Mother, Grandmother, and I retired to our bedchambers. I shared my room with Grandmother, and I said my prayers to the rhythm of her snoring.
"Dear God, thank you for Mother and Father and Levi and Grandmother and…and…and I suppose I should be thankful for my uncles, too." I paused, glancing at the large shape gently rising and falling on the bed. "Please help Grandmother not to wake when I go outside."
I swallowed. I had just asked God to help me do something against my elder’s wishes. Was that against the Law? I would never forgive myself for deliberately going against the Law of Moses.
Still, I was sure God wouldn’t be angry with me, so I tiptoed into the parlor behind the silk screen. I peeked into the room where my father and uncles were talking. My brother, Levi, looked disinterested in the conversation. He was clearly tired of politics, and I, his beautiful sister, would save him.
Levi noticed me at once and turned to Father. "Father," he said, hesitating. "I need to go relieve myself." He paused. "It might take a while. A long while. Maybe all night."
I slapped my forehead.
All eyes turned to Levi, but he was dismissed with a shrug. My Father didn’t notice that he ran to the parlor instead of the lavatory.
"Thanks, Leah," Levi whispered to me, fastening his cloak about his neck. "I was about to die in there." He looked at me. "Couldn’t you have at least gotten dressed?"
I looked down at my night shift and shrugged. "Levi, something is going to happen tonight, I just know it—"
Levi nodded. "Yeah, when that traveler stood at the door, I got chills up my spine. I thought it was the draft, but if you felt it, too…. Hey, what kind of thing do you have in mind?"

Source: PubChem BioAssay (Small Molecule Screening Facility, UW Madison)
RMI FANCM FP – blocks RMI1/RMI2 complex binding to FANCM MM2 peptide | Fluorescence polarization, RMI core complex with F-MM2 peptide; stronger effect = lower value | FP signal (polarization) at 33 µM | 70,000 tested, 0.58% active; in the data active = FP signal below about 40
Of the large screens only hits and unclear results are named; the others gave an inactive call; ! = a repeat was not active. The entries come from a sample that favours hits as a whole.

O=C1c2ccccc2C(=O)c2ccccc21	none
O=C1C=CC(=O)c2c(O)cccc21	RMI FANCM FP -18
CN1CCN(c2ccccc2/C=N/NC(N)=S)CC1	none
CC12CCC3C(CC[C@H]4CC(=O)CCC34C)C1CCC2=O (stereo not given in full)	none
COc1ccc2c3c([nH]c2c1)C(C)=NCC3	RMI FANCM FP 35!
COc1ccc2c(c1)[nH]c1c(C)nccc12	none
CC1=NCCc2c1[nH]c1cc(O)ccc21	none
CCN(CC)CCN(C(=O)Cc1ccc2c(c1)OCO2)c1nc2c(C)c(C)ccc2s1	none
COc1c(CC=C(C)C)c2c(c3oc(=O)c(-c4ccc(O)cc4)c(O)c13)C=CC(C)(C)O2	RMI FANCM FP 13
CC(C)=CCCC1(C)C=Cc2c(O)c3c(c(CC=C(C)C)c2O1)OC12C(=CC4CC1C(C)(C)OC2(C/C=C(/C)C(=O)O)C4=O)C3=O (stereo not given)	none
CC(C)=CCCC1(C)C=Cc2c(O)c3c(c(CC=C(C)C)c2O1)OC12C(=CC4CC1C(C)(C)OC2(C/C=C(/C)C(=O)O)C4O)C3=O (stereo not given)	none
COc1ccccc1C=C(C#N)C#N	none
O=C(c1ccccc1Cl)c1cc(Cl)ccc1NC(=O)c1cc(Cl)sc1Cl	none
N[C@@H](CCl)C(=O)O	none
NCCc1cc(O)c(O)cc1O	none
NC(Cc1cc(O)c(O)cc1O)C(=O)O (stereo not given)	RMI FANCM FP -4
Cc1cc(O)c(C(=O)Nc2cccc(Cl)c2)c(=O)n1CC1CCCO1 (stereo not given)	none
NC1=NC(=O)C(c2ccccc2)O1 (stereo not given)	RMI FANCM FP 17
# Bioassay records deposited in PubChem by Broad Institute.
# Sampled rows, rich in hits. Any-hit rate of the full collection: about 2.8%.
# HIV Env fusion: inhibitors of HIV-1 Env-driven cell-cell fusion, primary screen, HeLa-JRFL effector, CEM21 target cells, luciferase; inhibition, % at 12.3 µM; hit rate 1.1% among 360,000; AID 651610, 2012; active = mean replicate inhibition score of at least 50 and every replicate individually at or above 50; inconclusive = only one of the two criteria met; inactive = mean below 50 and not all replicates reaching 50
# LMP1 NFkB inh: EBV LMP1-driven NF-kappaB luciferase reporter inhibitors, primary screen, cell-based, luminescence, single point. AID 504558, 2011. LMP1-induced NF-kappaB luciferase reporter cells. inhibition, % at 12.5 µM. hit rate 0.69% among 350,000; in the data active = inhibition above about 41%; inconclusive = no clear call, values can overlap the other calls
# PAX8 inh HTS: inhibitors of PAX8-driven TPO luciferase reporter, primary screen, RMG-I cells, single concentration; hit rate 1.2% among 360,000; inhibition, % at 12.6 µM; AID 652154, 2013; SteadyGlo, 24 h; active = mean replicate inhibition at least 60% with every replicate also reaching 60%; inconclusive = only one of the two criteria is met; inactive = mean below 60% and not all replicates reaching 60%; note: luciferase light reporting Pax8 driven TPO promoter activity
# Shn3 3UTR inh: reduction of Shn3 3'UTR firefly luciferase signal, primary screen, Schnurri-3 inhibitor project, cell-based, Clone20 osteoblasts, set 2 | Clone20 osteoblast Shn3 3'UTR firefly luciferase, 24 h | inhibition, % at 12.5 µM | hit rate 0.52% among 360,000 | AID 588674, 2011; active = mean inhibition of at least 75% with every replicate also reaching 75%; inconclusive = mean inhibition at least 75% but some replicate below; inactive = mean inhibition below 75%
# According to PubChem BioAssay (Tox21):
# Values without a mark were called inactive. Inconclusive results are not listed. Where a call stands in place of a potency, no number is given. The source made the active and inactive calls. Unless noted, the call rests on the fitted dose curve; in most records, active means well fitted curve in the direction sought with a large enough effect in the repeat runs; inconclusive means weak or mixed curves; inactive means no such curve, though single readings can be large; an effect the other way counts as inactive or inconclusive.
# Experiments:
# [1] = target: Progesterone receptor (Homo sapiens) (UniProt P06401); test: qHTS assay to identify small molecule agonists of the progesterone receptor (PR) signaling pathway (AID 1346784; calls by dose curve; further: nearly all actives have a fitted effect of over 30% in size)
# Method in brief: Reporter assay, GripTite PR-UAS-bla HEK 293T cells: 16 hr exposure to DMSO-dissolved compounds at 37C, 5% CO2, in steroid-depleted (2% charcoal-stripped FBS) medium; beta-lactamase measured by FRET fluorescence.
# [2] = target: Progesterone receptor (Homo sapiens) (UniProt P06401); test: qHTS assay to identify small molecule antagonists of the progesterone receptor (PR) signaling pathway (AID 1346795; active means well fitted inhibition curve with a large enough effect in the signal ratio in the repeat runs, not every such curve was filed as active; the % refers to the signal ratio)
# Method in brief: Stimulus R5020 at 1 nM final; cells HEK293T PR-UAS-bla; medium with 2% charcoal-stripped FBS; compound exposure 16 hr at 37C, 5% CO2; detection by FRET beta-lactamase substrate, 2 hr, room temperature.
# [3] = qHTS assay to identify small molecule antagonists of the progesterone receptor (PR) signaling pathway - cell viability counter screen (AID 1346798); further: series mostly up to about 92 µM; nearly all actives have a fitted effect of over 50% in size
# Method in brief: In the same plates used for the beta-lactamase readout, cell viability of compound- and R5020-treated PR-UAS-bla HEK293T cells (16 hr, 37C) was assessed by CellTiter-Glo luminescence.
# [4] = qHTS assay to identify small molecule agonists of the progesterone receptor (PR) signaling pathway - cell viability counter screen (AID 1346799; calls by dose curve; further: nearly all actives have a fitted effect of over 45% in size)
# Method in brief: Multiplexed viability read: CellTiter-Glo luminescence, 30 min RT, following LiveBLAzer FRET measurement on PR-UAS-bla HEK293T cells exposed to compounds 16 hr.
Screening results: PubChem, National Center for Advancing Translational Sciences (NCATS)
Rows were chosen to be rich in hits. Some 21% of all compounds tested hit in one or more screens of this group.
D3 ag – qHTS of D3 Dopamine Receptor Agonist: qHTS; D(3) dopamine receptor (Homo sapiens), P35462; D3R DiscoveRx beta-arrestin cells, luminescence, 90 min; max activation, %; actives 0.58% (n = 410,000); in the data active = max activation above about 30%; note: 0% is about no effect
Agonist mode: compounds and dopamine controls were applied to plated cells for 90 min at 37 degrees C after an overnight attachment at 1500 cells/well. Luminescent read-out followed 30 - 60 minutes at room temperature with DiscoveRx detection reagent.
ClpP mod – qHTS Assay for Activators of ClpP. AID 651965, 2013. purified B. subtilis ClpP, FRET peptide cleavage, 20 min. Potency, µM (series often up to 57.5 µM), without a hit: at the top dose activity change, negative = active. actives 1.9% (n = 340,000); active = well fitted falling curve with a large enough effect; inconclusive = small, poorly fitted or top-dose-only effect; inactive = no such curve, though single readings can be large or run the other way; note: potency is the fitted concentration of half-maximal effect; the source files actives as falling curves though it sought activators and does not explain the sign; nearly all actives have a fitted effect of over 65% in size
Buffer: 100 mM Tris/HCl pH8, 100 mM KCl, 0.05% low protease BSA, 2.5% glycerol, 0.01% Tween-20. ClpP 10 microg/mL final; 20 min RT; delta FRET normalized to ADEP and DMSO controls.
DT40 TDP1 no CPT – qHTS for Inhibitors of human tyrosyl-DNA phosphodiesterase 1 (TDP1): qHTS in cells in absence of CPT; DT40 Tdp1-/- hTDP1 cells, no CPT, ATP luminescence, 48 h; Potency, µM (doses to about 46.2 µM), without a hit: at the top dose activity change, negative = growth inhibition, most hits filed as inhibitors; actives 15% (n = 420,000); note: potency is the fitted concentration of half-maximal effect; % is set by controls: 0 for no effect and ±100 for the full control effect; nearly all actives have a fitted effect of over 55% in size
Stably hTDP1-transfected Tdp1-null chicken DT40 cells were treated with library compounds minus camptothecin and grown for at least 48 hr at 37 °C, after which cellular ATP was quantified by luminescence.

"I don’t know," I admitted. "But I thought we could go outside to the stable and—"
"Spy on them?" Levi grinned. "Be careful, Leah. This is a man’s mission. Very dangerous. You might not survive."
I gave him a little punch – to my dismay, he didn’t even flinch – and we sneaked outside into the cold, dark town.
Levi and I made our way to the stable. I prayed that the dumb donkeys wouldn’t bray, alerting the town of our presence.
The warm glow of the oil lamps in the stable drew us nearer. The man was rubbing down his donkey, for the beast was tired from his long journey. I saw the lady’s hand reach up for the velvety muzzle of a calf. It kissed her hand, rubbing its cold nose on her arm.
Suddenly, the hand dropped. The woman moaned. "Joseph—"
The man, Joseph, made a bed for her of hay. "There, Mary." He got a thin blanket from the donkey’s pack and laid it over the lady.
I could not see Mary, she was so covered in hay and blankets and chickens. Yes, it seemed every animal in the place was trying to help the couple. Chickens laid by Mary’s feet (no matter how many times Joseph shooed them away), the calf lay down beside her, licking her arm affectionately while its mother watched with approval, the sheep lay near Joseph, rubbing their warm wool on him, and the donkey supervised them all.
My brother took something from his cloak. "Drums," he said.
"Drums?" I looked at him with all the scolding Mother-like appearance I could muster. "You fool—"
Levi ignored me and began slowly playing his drums.
Pum, pum, pum…par rum pum pum pum….
The gentle beat filled the air.
"Joseph, what could that be?" Mary asked.
Joseph stood up, pausing. "Music," he said slowly, "music for the Child of God." He smiled.
Levi looked proud. "For this child of God."
I was proud of my brother as well, but then I stopped. My whole body seemed paralyzed. I grabbed my brother’s hand. The music stopped.
"Levi!" I whispered. "He said THE Child of God!"
He looked at me, confused.
"THE Child!" I repeated.
He stopped. The animals seemed to hold their breath. Suddenly, he turned on me. "No, Leah!" Levi scolded. "Do not speak of such things! Besides, you are wrong. I think the One will come as a great warrior, not a helpless babe."
He began drumming again.
Levi and I stayed in our little spot for quite some time when suddenly we heard a baby’s gurgle.
Levi and I glanced at each other with excitement. For a moment, the cold air was warm.
Why did the baby not cry? This puzzled me. Every baby cried when it was born, especially when born into the cold.
Joseph cleaned the baby and lifted it into the air. I could see the pride in his eyes. He held his son as if the boy was an angel, and in his brown eyes I saw something more than pride, but I could not place it. It was as if Joseph knew this baby was going to be great – greater than himself.